Think to yourself that every day is your last; the hour to which you do not look forward will come as a welcome surprise.
Horace, The Epistles, Book I, Epistle IV, lines 13-14
Omnem crede diem tibi diluxisse supremum.
grata superveniet, quae non sperabitur hora.
The ancients did not think that this was morbid. Horace’s famous Odes IX and XI from Book I, he explicitly states (in bold below):
Vides ut alta stet nive candidum
Soracte nec iam sustineant onus
silvae laborantes geluque
flumina constiterint acuto?
dissolve frigus ligna super foco
large reponens atque benignius
deprome quadrimum Sabina,
o Thaliarche, merum diota.
permitte divis cetera, qui simul
stravere ventos aequore fervido
deproeliantis, nec cupressi
nec veteres agitantur orni.
quid sit futurum cras, fuge quaerere et
quem Fors dierum cumque dabit, lucro
adpone nec dulcis amores
sperne puer neque tu choreas,
donec virenti canities abest
morosa. nunc et campus et areae
lenesque sub noctem susurri
conposita repetantur hora,
nunc et latentis proditor intumo
gratus puellae risus ab angulo
pignusque dereptum lacertis
aut digito male pertinaci.
Horace, Book I, Ode IX
You see how high Soracte stands, bright with
snow, and no longer do the straining forests
support the burden, and the rivers have
frozen with sharp frost.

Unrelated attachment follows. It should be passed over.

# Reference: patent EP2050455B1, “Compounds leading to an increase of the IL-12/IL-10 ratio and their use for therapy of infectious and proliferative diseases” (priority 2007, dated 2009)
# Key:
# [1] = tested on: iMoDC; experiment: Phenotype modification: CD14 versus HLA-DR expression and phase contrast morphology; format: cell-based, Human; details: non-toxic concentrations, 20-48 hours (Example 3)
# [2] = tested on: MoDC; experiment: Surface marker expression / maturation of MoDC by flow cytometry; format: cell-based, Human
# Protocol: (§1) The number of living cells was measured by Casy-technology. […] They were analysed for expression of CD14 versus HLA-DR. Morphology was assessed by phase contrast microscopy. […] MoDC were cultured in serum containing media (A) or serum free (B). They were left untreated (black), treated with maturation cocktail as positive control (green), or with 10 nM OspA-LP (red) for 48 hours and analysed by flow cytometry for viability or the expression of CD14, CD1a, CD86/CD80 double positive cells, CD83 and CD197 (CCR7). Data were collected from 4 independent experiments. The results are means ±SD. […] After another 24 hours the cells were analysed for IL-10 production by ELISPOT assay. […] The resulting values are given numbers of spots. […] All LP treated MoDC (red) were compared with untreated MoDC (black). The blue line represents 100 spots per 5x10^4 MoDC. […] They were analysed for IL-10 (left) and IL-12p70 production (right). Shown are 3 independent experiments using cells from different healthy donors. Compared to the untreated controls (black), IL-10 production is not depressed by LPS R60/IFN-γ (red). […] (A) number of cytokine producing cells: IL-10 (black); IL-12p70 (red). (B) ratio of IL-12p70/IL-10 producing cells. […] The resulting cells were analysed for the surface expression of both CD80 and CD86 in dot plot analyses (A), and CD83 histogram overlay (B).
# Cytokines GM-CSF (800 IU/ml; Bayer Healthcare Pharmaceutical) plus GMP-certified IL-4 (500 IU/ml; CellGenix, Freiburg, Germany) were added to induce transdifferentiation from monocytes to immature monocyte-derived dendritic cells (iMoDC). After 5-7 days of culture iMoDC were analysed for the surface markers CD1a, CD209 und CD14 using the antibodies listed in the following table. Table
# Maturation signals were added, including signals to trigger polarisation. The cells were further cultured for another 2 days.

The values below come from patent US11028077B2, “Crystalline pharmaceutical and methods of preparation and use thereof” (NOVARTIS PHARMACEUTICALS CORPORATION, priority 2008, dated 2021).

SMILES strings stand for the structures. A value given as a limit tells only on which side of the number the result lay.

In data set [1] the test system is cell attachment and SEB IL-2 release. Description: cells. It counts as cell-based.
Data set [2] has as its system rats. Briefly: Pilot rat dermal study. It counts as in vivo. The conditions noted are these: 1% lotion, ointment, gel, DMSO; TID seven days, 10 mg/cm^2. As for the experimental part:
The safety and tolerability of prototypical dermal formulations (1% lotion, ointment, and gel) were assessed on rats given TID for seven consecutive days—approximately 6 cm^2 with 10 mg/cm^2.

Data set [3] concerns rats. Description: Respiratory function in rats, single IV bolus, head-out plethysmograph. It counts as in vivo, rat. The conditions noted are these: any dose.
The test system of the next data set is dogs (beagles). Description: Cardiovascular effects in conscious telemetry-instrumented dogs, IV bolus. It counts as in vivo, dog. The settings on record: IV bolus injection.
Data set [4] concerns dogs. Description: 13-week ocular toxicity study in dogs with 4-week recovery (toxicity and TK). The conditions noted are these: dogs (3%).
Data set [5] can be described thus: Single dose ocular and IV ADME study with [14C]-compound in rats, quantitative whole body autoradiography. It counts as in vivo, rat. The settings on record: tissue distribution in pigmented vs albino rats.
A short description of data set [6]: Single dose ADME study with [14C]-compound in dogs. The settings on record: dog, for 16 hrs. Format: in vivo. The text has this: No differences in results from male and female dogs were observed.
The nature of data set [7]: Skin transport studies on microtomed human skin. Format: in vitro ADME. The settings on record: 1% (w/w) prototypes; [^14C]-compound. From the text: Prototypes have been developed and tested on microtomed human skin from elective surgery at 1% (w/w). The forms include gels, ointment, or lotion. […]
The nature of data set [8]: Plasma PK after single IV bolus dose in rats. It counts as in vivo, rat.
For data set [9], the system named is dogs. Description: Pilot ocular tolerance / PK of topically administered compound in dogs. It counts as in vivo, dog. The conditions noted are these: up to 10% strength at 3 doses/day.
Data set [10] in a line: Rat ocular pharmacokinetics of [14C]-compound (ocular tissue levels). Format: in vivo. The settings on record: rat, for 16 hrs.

Melt the cold piling logs high upon
the hearth and more generously
draw off the four-winter wine, oh
Thaliarche, from the Sabine jar.
(θαλία – in the bloom of life, ἅρχη – means beginning or ruler of)
Leave other things to the gods, who
as soon as they calm the winds on the stormy seas
from fighting each other, they agitate neither
the cypress trees nor the old ash trees.
Avoid seeking what is about to be tomorrow, and
assign to profit whatever days Fortune will
give, and scorn neither loves
nor dances, boy,
while your bloom is absent from irritable
white hairs. Now both field and parks
and light whispers repeated under night
at the arranged hour,
and now the pleasing laughter betraying the
hidden girl in the most secret corner
and the pledge seized from the
badly resisting arms with a finger.
Lastly, in Ode XI, Book I, he urges:
Tu ne quaesieris, scire nefas, quem mihi, quem tibi
finem di dederint, Leuconoe, nec Babylonios
temptaris numeros. ut melius, quidquid erit, pati.
seu pluris hiemes seu tribuit Iuppiter ultimam,
quae nunc oppositis debilitat pumicibus mare
Tyrrhenum: sapias, vina liques et spatio brevi
spem longam reseces. dum loquimur, fugerit invida
aetas: carpe diem quam minimum credula postero.
Horace, Ode XI, Book I
Does it matter that I have not translated the poem? The name, Thaliarche, in Greek means ‘in the beginning of the bloom of life,’ i.e. young. Does it even matter what the rest of the poem says? Is Thaliarche real or some imaginary person? Think about it and then read below.
Ask not (’tis forbidden knowledge), what our destined term of years,
Mine and yours; nor scan the tables of your Babylonish seers.
Better far to bear the future, my Leuconoe, like the past,
Whether Jove has many winters yet to give, or this our last;
This, that makes the Tyrrhene billows spend their strength against the shore.
Strain your wine and prove your wisdom; life is short; should hope be more?
In the moment of our talking, envious time has ebb’d away.
Seize the present; trust tomorrow e’en as little as you may.
John Conington, 1882
Theognis also has something to say about this:
Now let us rejoice over our cups, saying good things; what shall come after is for the Gods to look to.
Theognis, Elegies, Book I, Lines 1047-1048
νῦν μὲν πίνοντες τερπώμεθα, καλὰ λέγοντες:
ἅσσα δ᾽ ἔπειτ᾽ ἔσται, ταῦτα θεοῖσι μέλει.